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5 leadership strategies to help nonprofit CEOs amplify their impact (and avoid burnout)

Jan 05, 2024

If nonprofits have this one thing, then they are set to succeed in 2024 — and that’s strong, confident leadership.

Over the past few years, nonprofits have navigated waves of uncertainty and change. It’s no secret that nonprofit leaders and their teams are stretched thin across myriad challenges. These mission-driven organizations are doing incredibly hard work with heart and business savvy. And the payoff is coming.

Better times are ahead for nonprofits that create and innovate. Leaders who embrace self-awareness, innovation and learning, and who surround themselves with the right people and empower their teams, will be able to serve more people in more meaningful ways.

Strategies to help nonprofit leaders succeed in 2024

In 2024, nonprofit leaders who use any of these five strategies can amplify their impact in the world:

1. Hire a coach

Tired. Overwhelmed. Overcommitted. These are the challenges of many nonprofit leaders.

In addition, the nonprofit landscape is always changing and requires leaders to constantly pivot, adapt and course correct.

Take 2023 as an example. Artificial intelligence (AI) hit the industry in full force. Many nonprofit fundraising teams had to quickly learn and leverage new digital tools to create effective appeals and fight for dollars. Meanwhile, organizations that rely on public funding operated under the cloud of a potential government shutdown. They had to prepare for a sudden halt in revenue — and a potential increase in constituent demand, should federal funding shut off.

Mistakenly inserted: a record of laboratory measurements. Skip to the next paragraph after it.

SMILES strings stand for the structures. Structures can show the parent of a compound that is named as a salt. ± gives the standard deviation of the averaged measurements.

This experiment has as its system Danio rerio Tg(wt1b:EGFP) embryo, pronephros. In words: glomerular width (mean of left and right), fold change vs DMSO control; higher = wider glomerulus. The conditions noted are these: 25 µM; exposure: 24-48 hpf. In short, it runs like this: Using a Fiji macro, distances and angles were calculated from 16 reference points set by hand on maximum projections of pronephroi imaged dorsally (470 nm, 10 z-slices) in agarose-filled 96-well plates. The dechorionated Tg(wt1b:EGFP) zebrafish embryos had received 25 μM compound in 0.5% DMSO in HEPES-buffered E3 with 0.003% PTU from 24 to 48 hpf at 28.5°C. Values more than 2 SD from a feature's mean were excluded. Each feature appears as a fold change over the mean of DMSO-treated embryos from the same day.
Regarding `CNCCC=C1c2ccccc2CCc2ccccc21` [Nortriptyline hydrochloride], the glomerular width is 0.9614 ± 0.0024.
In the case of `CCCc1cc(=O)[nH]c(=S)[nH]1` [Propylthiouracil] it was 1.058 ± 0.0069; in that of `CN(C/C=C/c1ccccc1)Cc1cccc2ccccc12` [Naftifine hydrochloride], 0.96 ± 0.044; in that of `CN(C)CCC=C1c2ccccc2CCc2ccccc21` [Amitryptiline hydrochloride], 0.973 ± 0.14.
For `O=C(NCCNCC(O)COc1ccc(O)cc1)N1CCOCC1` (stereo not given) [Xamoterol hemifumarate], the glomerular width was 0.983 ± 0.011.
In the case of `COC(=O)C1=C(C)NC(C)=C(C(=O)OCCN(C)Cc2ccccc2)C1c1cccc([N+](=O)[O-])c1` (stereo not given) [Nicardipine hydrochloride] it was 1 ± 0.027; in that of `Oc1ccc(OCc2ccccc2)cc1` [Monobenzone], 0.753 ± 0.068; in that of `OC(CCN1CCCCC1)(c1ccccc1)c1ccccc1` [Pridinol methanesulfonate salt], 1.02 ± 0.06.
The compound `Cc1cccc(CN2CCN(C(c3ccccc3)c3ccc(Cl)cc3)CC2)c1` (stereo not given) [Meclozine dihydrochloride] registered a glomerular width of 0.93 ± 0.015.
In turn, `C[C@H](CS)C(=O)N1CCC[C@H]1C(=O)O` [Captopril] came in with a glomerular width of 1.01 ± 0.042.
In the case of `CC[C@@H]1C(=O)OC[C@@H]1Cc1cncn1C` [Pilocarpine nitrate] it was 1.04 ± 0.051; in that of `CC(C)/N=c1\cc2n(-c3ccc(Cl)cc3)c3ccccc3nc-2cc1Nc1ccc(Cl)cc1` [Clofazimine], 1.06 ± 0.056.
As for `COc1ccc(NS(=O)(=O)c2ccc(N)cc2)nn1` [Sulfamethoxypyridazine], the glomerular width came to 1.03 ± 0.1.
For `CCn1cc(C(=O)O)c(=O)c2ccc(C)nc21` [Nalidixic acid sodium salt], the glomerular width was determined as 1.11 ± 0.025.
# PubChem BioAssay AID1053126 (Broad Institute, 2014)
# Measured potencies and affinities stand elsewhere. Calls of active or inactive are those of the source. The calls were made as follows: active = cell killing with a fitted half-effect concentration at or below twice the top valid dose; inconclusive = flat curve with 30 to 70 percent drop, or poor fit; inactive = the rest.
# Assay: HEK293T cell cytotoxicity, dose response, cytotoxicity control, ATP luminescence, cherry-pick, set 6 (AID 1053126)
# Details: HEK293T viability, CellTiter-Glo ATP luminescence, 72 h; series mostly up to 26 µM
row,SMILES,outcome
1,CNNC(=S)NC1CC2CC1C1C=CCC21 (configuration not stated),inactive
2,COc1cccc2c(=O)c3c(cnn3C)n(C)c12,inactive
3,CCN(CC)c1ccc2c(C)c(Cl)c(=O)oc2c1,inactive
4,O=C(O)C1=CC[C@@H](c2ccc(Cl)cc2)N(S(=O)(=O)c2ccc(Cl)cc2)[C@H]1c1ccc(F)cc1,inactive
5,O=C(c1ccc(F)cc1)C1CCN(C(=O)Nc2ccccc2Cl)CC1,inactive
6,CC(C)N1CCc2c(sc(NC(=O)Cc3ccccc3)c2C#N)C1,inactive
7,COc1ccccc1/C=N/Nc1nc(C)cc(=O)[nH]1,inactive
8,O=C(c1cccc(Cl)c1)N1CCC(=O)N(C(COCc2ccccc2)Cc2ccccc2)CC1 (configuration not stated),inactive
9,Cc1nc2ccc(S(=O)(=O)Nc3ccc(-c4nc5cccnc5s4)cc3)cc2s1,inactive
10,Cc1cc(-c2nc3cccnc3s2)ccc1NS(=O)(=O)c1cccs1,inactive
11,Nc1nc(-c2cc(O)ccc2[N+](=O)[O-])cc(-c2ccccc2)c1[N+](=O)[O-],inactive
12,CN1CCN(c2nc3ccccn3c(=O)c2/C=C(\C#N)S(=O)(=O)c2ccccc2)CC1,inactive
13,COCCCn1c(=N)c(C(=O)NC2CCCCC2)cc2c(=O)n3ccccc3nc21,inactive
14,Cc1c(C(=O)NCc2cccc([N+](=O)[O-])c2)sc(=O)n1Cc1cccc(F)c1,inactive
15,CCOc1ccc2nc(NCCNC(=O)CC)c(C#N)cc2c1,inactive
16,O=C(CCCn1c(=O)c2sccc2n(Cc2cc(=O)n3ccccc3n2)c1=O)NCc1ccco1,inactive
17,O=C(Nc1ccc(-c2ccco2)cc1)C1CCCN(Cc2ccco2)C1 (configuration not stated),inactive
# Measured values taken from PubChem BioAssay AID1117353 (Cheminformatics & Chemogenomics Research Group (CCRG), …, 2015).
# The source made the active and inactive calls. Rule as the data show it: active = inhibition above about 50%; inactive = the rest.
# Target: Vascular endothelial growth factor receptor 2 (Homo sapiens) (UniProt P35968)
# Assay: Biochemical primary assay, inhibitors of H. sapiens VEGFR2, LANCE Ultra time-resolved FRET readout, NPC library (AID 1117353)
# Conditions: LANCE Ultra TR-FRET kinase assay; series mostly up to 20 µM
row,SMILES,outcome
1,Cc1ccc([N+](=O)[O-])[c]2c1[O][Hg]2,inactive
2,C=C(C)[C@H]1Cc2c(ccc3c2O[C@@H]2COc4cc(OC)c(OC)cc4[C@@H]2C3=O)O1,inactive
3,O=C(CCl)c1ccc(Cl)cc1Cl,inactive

In sports, music and other fields, top performers have coaches. They have someone to call what they don’t see, give them candid and productive feedback and help them develop critical skills.

In order to lead game-changing organizations, nonprofit leaders need help, too. An executive or leadership coach can support leaders with navigating change, staying focused on goals, making hard decisions and being their best selves for the job.

2. Nurture strong teams

Nearly three out of four nonprofits had open positions in 2023, according to the National Council of Nonprofits. Nonprofits are doing essential work without all the human resources they need. That means strong teams are essential in order to operate at their fullest potential.

Great leaders inspire great performances. Nonprofit leaders commit to developing teams and behaviors that build cultural and operational excellence. Strong teams have a shared vision of success. They trust each other, engage in healthy disagreements, are in constant communication to review performance and course correct when necessary. And most importantly, they value having a good time on the job.

Culture may sound like “soft” stuff. But it’s the fuel that moves organizations through challenging times. When culture is strong, teams have trust and accountability and are committed to the right outcomes. Strong teams welcome healthy conflict, which drives operational excellence.

People who are committed to the organization and held accountable for outcomes are often happier at work. As people stay (and grow) in their jobs, organizations benefit from their experience and service.

Culture and operational excellence are intertwined. Spending time on team building and talent management is not a distraction from the mission — it’s how nonprofits realize their visions.

3. Stop overcommitting

Nonprofits are perpetually understaffed and underpaid. It’s no wonder nonprofit employees, and especially leaders, suffer from burnout.